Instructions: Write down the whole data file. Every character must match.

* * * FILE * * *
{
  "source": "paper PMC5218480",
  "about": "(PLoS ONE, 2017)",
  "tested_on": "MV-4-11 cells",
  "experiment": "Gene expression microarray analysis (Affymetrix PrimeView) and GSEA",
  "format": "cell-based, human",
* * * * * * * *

{
  "source": "paper PMC5218480",
  "about": "(PLoS ONE, 2017)",
  "tested_on": "MV-4-11 cells",
  "experiment": "Gene expression microarray analysis (Affymetrix PrimeView) and GSEA",
  "format": "cell-based, human",